Shot in Anamorphic Super 16, Manda Bala Connects Poverty and Corruption

The striking documentary Manda Bala: Send a Bullet, director Jason Kohn’s debut feature, tells the often lurid, sometimes heartbreaking, and generally terrifying story of corruption and poverty run rampant in contemporary Brazilian society. Beautifully photographed – mostly in anamorphic Super 16 – Kohn’s journey begins on a frog farm where his interview subject ducks his questions about political scandal and ends in the city slums – the favelas – where he interviews a masked outlaw who claims to kidnap and disfigure wealthy Brazilians, then re-invest the ransom money in his own community. Along the way, Kohn talks to policemen, a businessman who travels the city streets in bulletproof cars, a plastic surgeon who specializes in kidnap victims, and even Jader Barbalho, the politician who serves as Manda Bala’s bàªte noir.

Unexpectedly, Kohn says he didn’t make Manda Bala in order to raise awareness of poverty, or to effect change in Brazil. He says he made it more to challenge what he saw as hopelessly mundane, limiting ideas about what documentary films could and should be. The effort has opened some doors for him – Manda Bala won the Sundance Film Festival award for documentary cinematography as well as the jury prize for documentary, and it cleaned up at last month’s Cinema Eye Awards for documentary filmmaking – and he’s working on a screenplay set in Southeast Asia, dealing with corruption and violence in the international cargo-shipping business. In a wide-ranging, occasionally profane phone interview with F&V, Kohn complained about the state of documentary film, described the dangerous business of spending time at home with a violent criminal, and answered a few of his critics. (Manda Bala is available on DVD from City Lights Pictures.)

F&V: Why did you shoot most of Manda Bala in anamorphic Super 16? And did you worry about how much more expensive or troublesome it might be to shoot film?

JASON KOHN: There’s a big difference between television documentaries and theatrical documentaries. I would never come down on television documentaries at all, but often what you see today is theatrical documentaries that are television documentaries extended 30 minutes past their prime and made into watered-down theatrical documentaries. Part of making this movie was a reaction against the watering down of something I truly love, which is the cinematic, theatrical documentary. Not a lot of people do them, because they’re expensive and labor-intensive. But if you expect somebody to pay 10 dollars to see a movie in a dark theater at night, you owe it to the audience to give them a cinematic experience. It was a reaction against what I saw as a cheap, lazy style of filmmaking in documentary films in general.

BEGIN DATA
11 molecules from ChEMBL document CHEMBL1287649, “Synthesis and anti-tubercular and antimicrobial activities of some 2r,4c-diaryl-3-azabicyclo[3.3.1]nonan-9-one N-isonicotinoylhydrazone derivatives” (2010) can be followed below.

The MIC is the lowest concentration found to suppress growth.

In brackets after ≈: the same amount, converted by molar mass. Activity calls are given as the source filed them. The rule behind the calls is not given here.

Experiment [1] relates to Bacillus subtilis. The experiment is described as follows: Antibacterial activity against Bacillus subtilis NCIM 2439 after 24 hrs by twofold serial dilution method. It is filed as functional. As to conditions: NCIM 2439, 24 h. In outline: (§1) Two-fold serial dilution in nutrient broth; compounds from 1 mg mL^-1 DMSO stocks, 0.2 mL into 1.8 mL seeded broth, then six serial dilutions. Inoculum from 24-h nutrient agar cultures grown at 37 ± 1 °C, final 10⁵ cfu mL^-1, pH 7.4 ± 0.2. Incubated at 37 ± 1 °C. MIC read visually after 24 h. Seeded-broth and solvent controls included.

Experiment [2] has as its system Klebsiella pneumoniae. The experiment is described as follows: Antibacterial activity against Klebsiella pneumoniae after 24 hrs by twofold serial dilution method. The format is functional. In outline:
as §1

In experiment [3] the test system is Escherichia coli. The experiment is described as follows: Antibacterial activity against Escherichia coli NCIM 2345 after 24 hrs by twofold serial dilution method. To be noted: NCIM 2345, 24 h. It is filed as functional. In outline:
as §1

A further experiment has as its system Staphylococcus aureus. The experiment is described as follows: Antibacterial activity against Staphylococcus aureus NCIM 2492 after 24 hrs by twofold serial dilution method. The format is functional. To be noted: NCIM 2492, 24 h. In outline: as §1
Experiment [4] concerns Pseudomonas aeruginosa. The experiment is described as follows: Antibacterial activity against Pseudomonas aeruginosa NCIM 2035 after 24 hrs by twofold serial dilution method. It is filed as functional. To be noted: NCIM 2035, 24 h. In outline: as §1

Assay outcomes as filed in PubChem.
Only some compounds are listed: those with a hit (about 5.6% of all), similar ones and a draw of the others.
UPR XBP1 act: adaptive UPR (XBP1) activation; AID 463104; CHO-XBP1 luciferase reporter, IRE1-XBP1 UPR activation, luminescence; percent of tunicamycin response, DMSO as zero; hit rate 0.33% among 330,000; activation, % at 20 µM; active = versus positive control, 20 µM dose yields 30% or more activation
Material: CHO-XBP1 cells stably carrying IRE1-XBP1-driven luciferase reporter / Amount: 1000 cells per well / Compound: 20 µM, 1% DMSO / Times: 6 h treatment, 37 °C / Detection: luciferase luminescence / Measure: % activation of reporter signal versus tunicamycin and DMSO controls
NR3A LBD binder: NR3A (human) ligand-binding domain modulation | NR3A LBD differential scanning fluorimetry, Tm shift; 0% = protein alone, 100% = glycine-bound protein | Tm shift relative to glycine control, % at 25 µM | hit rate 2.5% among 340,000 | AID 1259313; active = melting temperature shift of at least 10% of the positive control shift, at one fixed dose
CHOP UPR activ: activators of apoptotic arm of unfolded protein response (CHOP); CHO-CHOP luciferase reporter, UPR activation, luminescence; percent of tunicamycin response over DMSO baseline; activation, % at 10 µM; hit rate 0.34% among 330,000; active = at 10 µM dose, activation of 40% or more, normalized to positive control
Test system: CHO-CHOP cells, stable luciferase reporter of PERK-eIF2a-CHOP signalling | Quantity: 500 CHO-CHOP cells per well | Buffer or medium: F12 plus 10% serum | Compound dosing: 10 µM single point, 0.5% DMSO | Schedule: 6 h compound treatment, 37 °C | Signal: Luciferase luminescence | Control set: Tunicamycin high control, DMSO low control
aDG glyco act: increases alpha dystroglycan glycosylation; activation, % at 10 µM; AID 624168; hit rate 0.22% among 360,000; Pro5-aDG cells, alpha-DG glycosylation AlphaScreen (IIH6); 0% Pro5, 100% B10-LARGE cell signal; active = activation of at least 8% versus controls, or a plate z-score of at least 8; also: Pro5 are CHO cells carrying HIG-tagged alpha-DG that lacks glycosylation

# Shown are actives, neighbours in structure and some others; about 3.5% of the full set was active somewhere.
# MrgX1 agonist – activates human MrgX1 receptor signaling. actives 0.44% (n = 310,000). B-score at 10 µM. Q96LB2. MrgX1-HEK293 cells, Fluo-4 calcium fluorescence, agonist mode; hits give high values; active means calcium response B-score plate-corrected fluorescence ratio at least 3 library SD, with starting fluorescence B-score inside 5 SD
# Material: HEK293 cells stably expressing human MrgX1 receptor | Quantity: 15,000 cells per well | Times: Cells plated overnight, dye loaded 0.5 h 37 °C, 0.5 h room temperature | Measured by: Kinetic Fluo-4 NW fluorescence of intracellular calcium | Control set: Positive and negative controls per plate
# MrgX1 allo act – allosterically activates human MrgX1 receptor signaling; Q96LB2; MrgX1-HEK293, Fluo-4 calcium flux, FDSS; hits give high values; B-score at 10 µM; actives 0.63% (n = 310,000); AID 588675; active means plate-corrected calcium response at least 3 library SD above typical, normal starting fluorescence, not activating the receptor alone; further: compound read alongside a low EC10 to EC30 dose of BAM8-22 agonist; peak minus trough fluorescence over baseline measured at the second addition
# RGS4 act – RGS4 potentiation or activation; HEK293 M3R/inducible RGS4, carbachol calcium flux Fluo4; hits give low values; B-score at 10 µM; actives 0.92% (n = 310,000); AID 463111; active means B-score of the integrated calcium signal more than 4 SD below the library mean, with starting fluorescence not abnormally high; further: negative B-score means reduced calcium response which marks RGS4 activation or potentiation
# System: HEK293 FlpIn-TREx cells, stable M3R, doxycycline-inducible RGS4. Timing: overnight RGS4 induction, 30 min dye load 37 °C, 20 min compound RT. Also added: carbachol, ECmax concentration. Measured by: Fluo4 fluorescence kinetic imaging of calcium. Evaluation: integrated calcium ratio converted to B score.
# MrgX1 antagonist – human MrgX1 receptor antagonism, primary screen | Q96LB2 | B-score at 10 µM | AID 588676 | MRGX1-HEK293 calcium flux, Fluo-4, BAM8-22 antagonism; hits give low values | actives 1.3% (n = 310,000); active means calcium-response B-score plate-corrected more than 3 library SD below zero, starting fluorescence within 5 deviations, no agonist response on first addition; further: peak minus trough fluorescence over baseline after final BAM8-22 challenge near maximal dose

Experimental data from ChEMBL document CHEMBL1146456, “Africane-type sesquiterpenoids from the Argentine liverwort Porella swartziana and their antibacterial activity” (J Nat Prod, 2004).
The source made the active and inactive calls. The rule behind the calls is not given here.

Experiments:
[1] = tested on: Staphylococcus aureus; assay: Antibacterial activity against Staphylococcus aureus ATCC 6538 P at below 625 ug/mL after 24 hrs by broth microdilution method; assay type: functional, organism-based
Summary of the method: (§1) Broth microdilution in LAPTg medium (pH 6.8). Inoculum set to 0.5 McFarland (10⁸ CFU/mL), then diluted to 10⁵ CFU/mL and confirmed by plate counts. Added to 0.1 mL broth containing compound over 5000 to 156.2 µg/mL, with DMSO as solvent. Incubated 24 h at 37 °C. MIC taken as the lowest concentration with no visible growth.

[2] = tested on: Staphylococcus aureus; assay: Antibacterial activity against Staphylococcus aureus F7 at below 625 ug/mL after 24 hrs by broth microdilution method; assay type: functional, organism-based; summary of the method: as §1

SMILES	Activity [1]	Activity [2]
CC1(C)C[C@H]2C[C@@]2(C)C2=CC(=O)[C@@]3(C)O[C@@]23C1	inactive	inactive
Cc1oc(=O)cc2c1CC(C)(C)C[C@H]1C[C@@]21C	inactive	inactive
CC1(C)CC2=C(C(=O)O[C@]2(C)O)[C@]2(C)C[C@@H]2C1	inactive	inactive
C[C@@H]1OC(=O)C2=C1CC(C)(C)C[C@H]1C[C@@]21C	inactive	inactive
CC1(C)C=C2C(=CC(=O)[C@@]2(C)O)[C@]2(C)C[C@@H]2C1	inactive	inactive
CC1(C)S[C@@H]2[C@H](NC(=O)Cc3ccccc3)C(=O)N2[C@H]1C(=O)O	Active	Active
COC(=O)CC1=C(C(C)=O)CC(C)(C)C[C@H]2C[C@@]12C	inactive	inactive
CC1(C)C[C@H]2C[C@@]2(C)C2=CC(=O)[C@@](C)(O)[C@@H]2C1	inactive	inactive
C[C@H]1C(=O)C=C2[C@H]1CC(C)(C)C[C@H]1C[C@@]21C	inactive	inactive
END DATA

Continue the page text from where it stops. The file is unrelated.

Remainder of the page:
F&V: A lot of documentaries these days seem to be made to argue a specific political point of view. It’s like an instrument for mounting an argument rather than –

JK: Somebody from the PBS POV blog [POV series producer Yance Ford, in this post] mentioned that the lowest-rated POV show is seen by more people than 99 percent of the theatrically released documentaries out there. It’s a really important point. I don’t believe activism is a necessary or even a very useful part of the nonfiction film genre. I don’t think nonfiction films were born out of an activist tradition and, quite frankly, I don’t think it’s an effective forum for activism.

F&V: So you don’t see your motivation in making your film as activist at all? Or trying to catalyze change?

JK: Absolutely not. No way whatsoever. Let’s say the activist’s dream scenario came true, and Jader Barbalho was ousted from power, which is the only specific goal that one could possibly, in an alternate reality, expect this movie to have. Nothing would change. The problems in Brazil are institutional. This wasn’t about trying to effect change, because I genuinely don’t believe documentary film is a great form for that. But I do think it’s an important historical marker. It exposes very real connections between large-scale political corruption and violence. But first and foremost I made a film. My personal politics are in there because they are my politics, but I was way more driven by the oddness of the frog farm, the ingenuity of the plastic surgeon, and the opportunity to film in a city that I didn’t think many people really understood was as rich or powerful as it is.

F&V: In this industry we’re always talking about how things look: What’s your aesthetic strategy, or how are you trying to communicate visually? That’s a real important part of content. People talk about form versus content and style versus content, but a lot of the time, in this business, they’re the same thing.

JK: My biggest complaint in documentaries for years has been the conceit that content will always triumph over form – as a matter of fact, that form will always be the slave of content in documentaries. And that’s just bullshit. From Robert Flaherty to Errol Morris, what you see are intensely visual stories. Frederick Wiseman is brilliant because he shows process. He lets pictures tell a story. I loved just watching the frogs on the farm. I thought it was a beautiful metaphor for the cycle of poverty without being the patronizing white liberal western person going down into a developing country and sticking my camera in the face of poor people.

F&V: How did you find your cinematographer, Heloà­sa Passos, and what was that collaboration like?